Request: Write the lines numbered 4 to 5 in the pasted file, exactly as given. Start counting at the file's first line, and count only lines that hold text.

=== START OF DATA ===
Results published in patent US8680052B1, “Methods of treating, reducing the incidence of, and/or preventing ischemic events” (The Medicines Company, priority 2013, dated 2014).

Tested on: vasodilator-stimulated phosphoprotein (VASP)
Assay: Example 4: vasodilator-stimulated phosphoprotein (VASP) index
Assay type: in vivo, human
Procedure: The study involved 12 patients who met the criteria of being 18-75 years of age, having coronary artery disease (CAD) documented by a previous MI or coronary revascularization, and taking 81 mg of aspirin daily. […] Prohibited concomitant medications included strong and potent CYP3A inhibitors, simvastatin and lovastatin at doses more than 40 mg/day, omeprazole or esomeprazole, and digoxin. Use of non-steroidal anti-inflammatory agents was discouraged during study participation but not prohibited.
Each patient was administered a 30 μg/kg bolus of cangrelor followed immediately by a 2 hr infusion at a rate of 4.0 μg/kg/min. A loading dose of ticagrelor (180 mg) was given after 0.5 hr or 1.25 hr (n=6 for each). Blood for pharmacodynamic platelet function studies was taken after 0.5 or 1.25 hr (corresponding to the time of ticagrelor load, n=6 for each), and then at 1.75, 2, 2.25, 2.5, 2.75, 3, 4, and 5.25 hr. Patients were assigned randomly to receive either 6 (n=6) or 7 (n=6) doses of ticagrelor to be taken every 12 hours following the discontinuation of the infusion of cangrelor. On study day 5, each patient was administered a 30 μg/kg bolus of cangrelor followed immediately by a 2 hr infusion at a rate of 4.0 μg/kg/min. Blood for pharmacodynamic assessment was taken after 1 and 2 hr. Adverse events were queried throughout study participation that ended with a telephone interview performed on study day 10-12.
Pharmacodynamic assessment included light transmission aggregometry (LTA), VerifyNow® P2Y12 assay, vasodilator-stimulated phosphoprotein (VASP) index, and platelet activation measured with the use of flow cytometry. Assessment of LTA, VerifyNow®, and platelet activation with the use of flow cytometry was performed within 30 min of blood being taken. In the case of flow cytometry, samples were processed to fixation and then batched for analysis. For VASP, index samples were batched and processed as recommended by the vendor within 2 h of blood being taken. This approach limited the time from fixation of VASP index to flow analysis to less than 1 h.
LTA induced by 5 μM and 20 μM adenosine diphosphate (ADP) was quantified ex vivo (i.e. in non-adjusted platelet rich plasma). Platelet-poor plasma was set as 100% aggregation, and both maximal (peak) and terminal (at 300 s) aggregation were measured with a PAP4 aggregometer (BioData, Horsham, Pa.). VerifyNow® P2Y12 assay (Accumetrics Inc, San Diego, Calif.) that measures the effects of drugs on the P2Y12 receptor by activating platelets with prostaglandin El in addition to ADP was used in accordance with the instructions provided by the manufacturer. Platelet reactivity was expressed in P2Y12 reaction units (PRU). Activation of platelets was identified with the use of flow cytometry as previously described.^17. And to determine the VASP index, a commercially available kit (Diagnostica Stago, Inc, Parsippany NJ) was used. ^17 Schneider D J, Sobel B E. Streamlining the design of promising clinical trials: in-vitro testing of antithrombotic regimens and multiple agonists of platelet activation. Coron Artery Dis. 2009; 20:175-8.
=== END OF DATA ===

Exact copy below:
Assay type: in vivo, human
Procedure: The study involved 12 patients who met the criteria of being 18-75 years of age, having coronary artery disease (CAD) documented by a previous MI or coronary revascularization, and taking 81 mg of aspirin daily. […] Prohibited concomitant medications included strong and potent CYP3A inhibitors, simvastatin and lovastatin at doses more than 40 mg/day, omeprazole or esomeprazole, and digoxin. Use of non-steroidal anti-inflammatory agents was discouraged during study participation but not prohibited.